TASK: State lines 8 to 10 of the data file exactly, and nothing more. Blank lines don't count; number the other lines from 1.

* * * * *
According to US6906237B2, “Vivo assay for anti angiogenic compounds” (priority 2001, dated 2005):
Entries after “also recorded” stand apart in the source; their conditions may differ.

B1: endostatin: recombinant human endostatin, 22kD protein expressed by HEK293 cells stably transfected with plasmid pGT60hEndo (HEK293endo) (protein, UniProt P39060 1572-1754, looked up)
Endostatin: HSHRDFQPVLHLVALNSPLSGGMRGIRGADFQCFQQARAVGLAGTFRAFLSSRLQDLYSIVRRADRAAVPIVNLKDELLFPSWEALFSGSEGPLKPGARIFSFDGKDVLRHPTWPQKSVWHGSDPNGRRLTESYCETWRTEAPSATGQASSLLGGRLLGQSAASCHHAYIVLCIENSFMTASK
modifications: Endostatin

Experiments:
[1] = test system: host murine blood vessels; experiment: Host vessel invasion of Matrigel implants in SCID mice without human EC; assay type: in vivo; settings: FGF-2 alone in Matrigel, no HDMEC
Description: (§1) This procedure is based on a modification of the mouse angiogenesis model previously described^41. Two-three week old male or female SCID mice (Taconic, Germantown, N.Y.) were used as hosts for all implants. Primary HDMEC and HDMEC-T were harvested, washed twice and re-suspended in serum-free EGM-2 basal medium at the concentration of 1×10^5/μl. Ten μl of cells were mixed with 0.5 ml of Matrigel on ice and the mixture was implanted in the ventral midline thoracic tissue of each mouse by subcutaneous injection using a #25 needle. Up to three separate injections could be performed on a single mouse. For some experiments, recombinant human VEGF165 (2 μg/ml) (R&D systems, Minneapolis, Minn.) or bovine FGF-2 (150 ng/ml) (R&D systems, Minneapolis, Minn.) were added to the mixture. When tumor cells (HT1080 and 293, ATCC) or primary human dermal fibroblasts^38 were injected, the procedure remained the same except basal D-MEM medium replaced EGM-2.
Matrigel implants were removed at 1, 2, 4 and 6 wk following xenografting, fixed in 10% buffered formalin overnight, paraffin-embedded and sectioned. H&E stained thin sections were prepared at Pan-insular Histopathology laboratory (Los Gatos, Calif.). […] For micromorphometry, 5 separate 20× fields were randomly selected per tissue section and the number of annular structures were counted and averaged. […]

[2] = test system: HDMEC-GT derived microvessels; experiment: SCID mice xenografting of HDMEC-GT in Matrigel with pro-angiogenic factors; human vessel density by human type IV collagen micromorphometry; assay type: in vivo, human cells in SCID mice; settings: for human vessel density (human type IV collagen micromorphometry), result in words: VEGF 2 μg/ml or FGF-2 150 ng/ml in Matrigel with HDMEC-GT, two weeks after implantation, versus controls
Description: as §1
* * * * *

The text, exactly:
Description: (§1) This procedure is based on a modification of the mouse angiogenesis model previously described^41. Two-three week old male or female SCID mice (Taconic, Germantown, N.Y.) were used as hosts for all implants. Primary HDMEC and HDMEC-T were harvested, washed twice and re-suspended in serum-free EGM-2 basal medium at the concentration of 1×10^5/μl. Ten μl of cells were mixed with 0.5 ml of Matrigel on ice and the mixture was implanted in the ventral midline thoracic tissue of each mouse by subcutaneous injection using a #25 needle. Up to three separate injections could be performed on a single mouse. For some experiments, recombinant human VEGF165 (2 μg/ml) (R&D systems, Minneapolis, Minn.) or bovine FGF-2 (150 ng/ml) (R&D systems, Minneapolis, Minn.) were added to the mixture. When tumor cells (HT1080 and 293, ATCC) or primary human dermal fibroblasts^38 were injected, the procedure remained the same except basal D-MEM medium replaced EGM-2.
Matrigel implants were removed at 1, 2, 4 and 6 wk following xenografting, fixed in 10% buffered formalin overnight, paraffin-embedded and sectioned. H&E stained thin sections were prepared at Pan-insular Histopathology laboratory (Los Gatos, Calif.). […] For micromorphometry, 5 separate 20× fields were randomly selected per tissue section and the number of annular structures were counted and averaged. […]

[2] = test system: HDMEC-GT derived microvessels; experiment: SCID mice xenografting of HDMEC-GT in Matrigel with pro-angiogenic factors; human vessel density by human type IV collagen micromorphometry; assay type: in vivo, human cells in SCID mice; settings: for human vessel density (human type IV collagen micromorphometry), result in words: VEGF 2 μg/ml or FGF-2 150 ng/ml in Matrigel with HDMEC-GT, two weeks after implantation, versus controls